In Memoriam 1940s Mabel Peper Easton ’40 died Dec. 25, 2011, in St. Petersburg. At FSC, she was a member of Alpha Chi Omega sorority. For many years, she was co-owner and operator with her husband, James B. Turner, of Turner Plantation Dairies in Tampa. She was preceded in death by her husband, Thomas Easton. She is survived by a stepdaughter, Sally E. Simpson; five grandchildren and five great-grandchildren. The Rev. John E. Rice ’40 died Nov. 1, 2011, in Atlanta. He was a veteran of World War II and the Korean War, in which he served as a chaplain. He was a United Methodist minister who served churches in Florida until his retirement. A charter member of the Southern Order of Storytellers, Rev. Rice was the author of five books. He is survived by his wife, Mary Barclay Rice; three daughters, Erin Hart, Pamela Lanza and Lynn Eddy; four grandchildren; four great-grandchildren; and a greatgreat-granddaughter. Claranell Scott Newlon ’41 of Richmond, Va., died Feb. 16, 2012. At FSC, she was a member of Alpha Chi Omega sorority. She earned a master’s degree in library science from Peabody College and worked until her retirement for the Richmond Public Library system. She was preceded in death by her husband, Benjamin Ladd Newlon, and four sisters. She is survived by three sons, Thornton Newlon of Powhatan, Va., Benjamin Royall Newlon of Charles Town, W.Va., and David Newlon of Columbia, S.C.; a daughter, Ruth Taylor of Louisville, Ky.; six grandchildren; three greatgrandchildren; and a sister. Mabel Chapman Thomas ’43 died Feb. 17, 2012, in Sanford, Fla. She earned a master’s degree in religious education from Scarritt College and served as a missionary in the Appalachians. After a bout with polio, she returned to her hometown and taught in the Seminole County School District for many years. She is survived by three sisters, Helen Hoyt of Sarasota, Olive Bower of Brookville, Penn., and Virginia Anza of Sanford; a brother, W.P. Chapman Jr., of Punta Gorda; a stepson, Robert Thomas of Orlando; and numerous nieces and nephews. Frances Ellis Hill ’44 of Spring Hill, Fla., died on Nov. 17, 2011. She worked for many years as a social worker for the State Division of Family Services. She is survived by her husband, Robert R. Hill; a daughter, Christie Anne Hill; two sons, Robert and David Hill; a grandson; two sisters and a brother. Betty Amanda Lawrence Dyal ’47 died March 9, 2012 in Montgomery, Ala. At FSC, she was chapter president of Alpha Chi Omega. She taught elementary school in Dade County, Florida, schools until her retirement. She was preceded in death by her husband, Claud Dyal ’49, who died on Jan. 10, 2012. She is survived by two sons, Claud William Dyal III of Plantation, Fla., and Allen Dyal of Montgomery.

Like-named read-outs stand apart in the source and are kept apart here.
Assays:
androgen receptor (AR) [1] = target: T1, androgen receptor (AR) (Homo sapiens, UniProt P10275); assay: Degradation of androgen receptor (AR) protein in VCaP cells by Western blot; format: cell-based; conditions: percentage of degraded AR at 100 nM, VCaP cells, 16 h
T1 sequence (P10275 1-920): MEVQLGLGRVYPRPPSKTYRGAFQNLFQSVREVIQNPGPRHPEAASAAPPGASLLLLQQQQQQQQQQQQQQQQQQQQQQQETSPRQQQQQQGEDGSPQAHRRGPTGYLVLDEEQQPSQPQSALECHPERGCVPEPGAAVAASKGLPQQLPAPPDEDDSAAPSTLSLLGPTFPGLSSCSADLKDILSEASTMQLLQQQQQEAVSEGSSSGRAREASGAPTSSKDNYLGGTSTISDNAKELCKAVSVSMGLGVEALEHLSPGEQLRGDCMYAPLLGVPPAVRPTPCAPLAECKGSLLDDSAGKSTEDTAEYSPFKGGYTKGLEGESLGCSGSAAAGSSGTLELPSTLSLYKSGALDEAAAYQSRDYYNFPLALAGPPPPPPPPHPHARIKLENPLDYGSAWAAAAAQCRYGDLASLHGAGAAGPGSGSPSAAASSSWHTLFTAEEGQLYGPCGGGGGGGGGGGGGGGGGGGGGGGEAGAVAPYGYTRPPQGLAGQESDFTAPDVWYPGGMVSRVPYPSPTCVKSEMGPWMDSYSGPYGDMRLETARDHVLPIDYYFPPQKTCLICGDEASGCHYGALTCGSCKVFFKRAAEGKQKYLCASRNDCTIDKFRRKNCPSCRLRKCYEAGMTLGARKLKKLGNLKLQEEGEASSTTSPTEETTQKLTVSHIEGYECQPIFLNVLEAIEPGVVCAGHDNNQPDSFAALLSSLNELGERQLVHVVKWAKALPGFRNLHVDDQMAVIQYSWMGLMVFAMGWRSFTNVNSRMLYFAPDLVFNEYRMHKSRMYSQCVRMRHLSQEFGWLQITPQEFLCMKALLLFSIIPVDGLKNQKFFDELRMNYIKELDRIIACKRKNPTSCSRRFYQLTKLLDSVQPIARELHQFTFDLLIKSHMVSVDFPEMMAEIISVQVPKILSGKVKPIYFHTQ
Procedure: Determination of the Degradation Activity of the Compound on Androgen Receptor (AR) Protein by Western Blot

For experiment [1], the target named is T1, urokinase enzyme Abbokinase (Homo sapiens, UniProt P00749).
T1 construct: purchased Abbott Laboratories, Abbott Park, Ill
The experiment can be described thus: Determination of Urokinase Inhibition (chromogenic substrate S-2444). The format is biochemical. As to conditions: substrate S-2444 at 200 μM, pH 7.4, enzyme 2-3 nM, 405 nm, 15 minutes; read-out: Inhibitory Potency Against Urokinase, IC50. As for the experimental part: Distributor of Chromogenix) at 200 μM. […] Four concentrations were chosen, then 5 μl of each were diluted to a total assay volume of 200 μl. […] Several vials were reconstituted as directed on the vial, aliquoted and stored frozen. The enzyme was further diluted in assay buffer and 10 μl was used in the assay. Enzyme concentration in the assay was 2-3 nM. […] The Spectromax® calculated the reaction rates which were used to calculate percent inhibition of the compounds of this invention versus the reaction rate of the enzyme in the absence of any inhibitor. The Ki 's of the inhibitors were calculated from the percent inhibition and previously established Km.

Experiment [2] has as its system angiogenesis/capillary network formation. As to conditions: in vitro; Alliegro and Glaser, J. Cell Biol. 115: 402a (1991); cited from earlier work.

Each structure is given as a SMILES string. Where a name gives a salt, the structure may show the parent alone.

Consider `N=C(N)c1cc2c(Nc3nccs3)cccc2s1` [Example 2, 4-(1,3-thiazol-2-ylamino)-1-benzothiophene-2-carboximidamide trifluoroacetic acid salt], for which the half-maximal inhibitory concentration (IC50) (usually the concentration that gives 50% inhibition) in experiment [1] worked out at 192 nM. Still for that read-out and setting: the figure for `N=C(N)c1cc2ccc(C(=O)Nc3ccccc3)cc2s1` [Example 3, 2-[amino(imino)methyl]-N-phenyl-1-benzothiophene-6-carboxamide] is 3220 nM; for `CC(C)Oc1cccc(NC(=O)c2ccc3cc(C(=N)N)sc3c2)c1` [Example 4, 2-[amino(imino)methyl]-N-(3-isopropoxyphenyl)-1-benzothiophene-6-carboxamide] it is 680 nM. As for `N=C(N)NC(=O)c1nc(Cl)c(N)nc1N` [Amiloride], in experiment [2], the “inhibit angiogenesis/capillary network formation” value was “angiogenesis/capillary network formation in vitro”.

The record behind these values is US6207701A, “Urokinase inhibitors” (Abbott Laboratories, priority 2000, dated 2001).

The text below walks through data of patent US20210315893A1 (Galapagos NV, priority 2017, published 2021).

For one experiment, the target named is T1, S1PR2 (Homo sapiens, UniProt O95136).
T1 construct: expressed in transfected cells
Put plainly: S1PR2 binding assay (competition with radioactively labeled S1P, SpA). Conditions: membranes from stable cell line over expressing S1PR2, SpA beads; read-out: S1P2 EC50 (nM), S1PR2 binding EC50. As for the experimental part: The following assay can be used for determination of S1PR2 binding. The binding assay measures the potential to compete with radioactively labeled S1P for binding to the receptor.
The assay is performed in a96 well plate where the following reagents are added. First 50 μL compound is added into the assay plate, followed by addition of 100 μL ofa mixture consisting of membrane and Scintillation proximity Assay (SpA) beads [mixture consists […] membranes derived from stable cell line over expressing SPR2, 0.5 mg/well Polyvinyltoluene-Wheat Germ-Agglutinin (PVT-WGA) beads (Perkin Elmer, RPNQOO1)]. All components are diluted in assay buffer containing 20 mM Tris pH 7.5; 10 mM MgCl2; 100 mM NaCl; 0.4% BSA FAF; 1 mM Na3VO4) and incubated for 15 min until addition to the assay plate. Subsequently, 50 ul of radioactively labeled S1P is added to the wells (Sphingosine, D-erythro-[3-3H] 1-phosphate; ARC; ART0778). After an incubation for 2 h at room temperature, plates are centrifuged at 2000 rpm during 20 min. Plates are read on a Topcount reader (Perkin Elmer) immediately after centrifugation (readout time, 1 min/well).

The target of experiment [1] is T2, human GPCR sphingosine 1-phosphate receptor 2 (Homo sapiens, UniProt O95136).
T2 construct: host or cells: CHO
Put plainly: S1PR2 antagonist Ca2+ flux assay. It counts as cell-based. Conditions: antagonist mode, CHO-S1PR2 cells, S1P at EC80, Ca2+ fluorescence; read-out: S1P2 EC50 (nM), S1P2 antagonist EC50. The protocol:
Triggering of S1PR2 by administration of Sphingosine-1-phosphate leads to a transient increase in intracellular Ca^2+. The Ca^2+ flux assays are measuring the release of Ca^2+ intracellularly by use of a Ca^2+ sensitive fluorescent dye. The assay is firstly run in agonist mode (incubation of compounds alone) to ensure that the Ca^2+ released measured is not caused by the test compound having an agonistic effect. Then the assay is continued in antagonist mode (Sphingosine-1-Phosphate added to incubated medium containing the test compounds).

Mary Harrington Steele ’47 died Feb. 10, 2012, in Due West, S.C. She earned degrees from Elon College and FSC. She taught school in North Carolina, Florida and Tennessee. Olga Goubatzi Walden ’47 of Plant City, Fla., died Nov. 7, 2011. A native of Russia, she earned bachelor’s and master’s degrees in education at FSC. She belonged to the Kappa Delta Pi honor society. Mrs. Walden taught with the Hillsborough County School System for 40 years. She was preceded in death by her husband, J.V. Walden Sr.; and her son, J.V. Walden Jr. She is survived by her son, Dan Walden; five grandchildren; and two greatgrandchildren. Raymond Arthur Esthus ’48 died Jan. 2, 2012, in Sarasota. He was a veteran of the U.S. Army and served in the Medical Corps during World War II. He earned a Ph.D. from Duke University and taught at Brevard (N.C.) College, the University of Houston and Tulane University in New Orleans, where he was Professor of Far Eastern and American Diplomatic History. Dr. Esthus served as national president of the Society for Historians of American Foreign Relations and was founder of Tulane’s Asian Studies Program. He was the author of four books. He was preceded in death by daughters Julie Roseanne and Amy Eileen Esthus. Survivors include two daughters, Kathryn Jo Ellis of Atlanta and Jan Esthus Schluter of New Orleans; a companion, Sara Folse; a brother; five grandchildren and three great-grandchildren. Harry Talton Kemp Sr. ’48 died Jan. 5, 2012, in Augusta, Ga. He was a veteran of the U.S. Army and received a battlefield commission and several medals for heroism during World War II. He worked for the Bibb Juice Company in Lakeland and as a teacher and counselor in Gwinnett and Richmond counties in Georgia. He was preceded in death by his wife, Mary Alice Kemp. He is survived by two sons, Harry Kemp Jr., of Cumming, Ga., and Richard Kemp of Brentwood, Tenn.; and three grandchildren. Claud William Dyal Jr. ’49 died Jan. 10, 2012, in Montgomery, Ala. He served in the U.S. Army Air Corps during World War II. At FSC, he was president of Lambda Chi Alpha. He was a physical education teacher in Dade County, Florida, until his retirement. His wife, Betty Lawrence Dyal ’47 died on March 9, 2012. He is survived by two sons, Claud William Dyal III of Plantation, Fla., and Allen Dyal of Montgomery. Charles C. Heath ’49 died March 2, 2012, in Wauchula, Fla. He was a veteran of the U.S. Navy, serving in the South Pacific and Atlantic during World War II where he received several combat medals. He was preceded in death by five brothers. He is survived by his wife, Florence; his daughter, Tracey Heath; his brother, Foster Heath ’49; and his sister, Frances Heath Jones of Ashville, N.C.